About Haiti

Downtown Jeremie near the Market


Haiti is the poorest country in the Western Hemisphere with 80% (earning $2/day) of the population living under the poverty line and 54% in abject poverty (earning less than $1/day).The average annual income is just $1300, with 54% of the population earning less than $400 a year.

Haiti suffers from extremely high unemployment. It is estimated that 66% of the work force are unemployed or lack stable jobs. Corporations are reluctant to invest because of Haiti’s political instability and limited infrastructure. Such conditions perpetuate the cycle of severe poverty, poor health care and limited education.

Two-thirds of all Haitians depend on the agricultural sector, mainly small-scale subsistence farming, and remain vulnerable to damage from frequent natural disasters, exacerbated by the country’s widespread deforestation.

While the economy has recovered in recent years, registering positive growth since 2005, four tropical storms in 2008 severely damaged the transportation infrastructure and agricultural sector.

The earthquake that struck Haiti on January 12, 2010 has been crippling to the entire economy of the country.  All other cities depend on Port-au-Prince for their supplies.  All costs across Haiti will skyrocket as basic needs will become scarce throughout the country.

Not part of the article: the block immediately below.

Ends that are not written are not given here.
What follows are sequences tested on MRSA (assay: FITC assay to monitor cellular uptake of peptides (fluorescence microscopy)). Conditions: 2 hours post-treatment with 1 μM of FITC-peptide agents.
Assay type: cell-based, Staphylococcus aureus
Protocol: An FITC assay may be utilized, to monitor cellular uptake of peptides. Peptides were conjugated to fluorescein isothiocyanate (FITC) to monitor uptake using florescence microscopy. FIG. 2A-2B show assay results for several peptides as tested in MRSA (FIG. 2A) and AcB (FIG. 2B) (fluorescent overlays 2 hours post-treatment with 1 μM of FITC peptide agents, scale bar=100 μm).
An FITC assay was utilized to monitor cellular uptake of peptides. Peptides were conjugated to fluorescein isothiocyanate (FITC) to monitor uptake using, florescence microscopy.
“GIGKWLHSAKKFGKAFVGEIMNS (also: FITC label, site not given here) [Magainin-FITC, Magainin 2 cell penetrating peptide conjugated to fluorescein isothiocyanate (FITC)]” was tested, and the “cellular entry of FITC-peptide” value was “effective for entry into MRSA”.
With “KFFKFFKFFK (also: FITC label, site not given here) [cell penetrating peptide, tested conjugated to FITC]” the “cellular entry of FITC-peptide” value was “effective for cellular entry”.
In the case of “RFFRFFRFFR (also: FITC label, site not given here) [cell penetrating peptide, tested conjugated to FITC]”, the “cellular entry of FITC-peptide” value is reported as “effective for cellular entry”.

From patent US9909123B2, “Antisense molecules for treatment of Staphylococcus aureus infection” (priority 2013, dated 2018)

Population: 9,035,536

0-14 years: 38.1%

15-64 years: 58.5%

65 years and over: 3.4%

Mortality Rate

6% of infants die within the first year

8% of children die before reaching their 5th birthday.

The most common causes of death among children are malaria (which can be prevented and eradicated with the distribution of chloraquin), diarrhea (which can be prevented through clean sources of water) and pneumonia (which could be greatly reduced with increased access to health care)

While the death rate among children in Haiti is still tragically high, thanks to HEH and other NGO’s the death rate has fallen dramatically in the past 30 years. In 1980, 19.5% of children died before the age of five.

Life expectancy: 60.8 years

18.5% of adults die before the age of 40. Many die from infections and diseases that could have been easily cured. The high death rate among adults sadly results in a large number of orphaned children with no one to care for them.


Adult Literacy (age 15 and over) : 52.9%

65% of Haitian children will receive some schooling. However, only 35% will complete primary school and a mere 20% will attend a secondary school.

Only 10% of schools in Haiti are public. While tuition at the private schools is relatively low, just $100 a year, the majority of Haitian families are unable to afford to send their children to school.